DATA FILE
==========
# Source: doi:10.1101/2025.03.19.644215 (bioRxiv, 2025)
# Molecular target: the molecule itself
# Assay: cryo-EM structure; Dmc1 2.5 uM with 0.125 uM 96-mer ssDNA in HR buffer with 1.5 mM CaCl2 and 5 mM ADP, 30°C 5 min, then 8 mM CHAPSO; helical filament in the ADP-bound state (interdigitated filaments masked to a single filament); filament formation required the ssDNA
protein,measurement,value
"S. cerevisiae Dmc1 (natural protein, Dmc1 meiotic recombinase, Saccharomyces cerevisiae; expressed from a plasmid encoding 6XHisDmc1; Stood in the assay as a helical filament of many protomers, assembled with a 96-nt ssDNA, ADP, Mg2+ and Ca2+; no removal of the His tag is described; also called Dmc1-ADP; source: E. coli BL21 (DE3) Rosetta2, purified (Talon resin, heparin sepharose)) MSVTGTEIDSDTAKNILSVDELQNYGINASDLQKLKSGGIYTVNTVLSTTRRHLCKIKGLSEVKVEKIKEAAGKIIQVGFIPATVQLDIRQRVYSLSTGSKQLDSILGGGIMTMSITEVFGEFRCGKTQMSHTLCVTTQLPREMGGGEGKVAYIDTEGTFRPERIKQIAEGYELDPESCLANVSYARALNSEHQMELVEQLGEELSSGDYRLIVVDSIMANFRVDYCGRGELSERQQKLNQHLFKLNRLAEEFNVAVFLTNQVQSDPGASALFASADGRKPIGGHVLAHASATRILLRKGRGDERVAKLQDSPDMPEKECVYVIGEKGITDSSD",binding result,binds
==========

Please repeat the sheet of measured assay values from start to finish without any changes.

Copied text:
# Source: doi:10.1101/2025.03.19.644215 (bioRxiv, 2025)
# Molecular target: the molecule itself
# Assay: cryo-EM structure; Dmc1 2.5 uM with 0.125 uM 96-mer ssDNA in HR buffer with 1.5 mM CaCl2 and 5 mM ADP, 30°C 5 min, then 8 mM CHAPSO; helical filament in the ADP-bound state (interdigitated filaments masked to a single filament); filament formation required the ssDNA
protein,measurement,value
"S. cerevisiae Dmc1 (natural protein, Dmc1 meiotic recombinase, Saccharomyces cerevisiae; expressed from a plasmid encoding 6XHisDmc1; Stood in the assay as a helical filament of many protomers, assembled with a 96-nt ssDNA, ADP, Mg2+ and Ca2+; no removal of the His tag is described; also called Dmc1-ADP; source: E. coli BL21 (DE3) Rosetta2, purified (Talon resin, heparin sepharose)) MSVTGTEIDSDTAKNILSVDELQNYGINASDLQKLKSGGIYTVNTVLSTTRRHLCKIKGLSEVKVEKIKEAAGKIIQVGFIPATVQLDIRQRVYSLSTGSKQLDSILGGGIMTMSITEVFGEFRCGKTQMSHTLCVTTQLPREMGGGEGKVAYIDTEGTFRPERIKQIAEGYELDPESCLANVSYARALNSEHQMELVEQLGEELSSGDYRLIVVDSIMANFRVDYCGRGELSERQQKLNQHLFKLNRLAEEFNVAVFLTNQVQSDPGASALFASADGRKPIGGHVLAHASATRILLRKGRGDERVAKLQDSPDMPEKECVYVIGEKGITDSSD",binding result,binds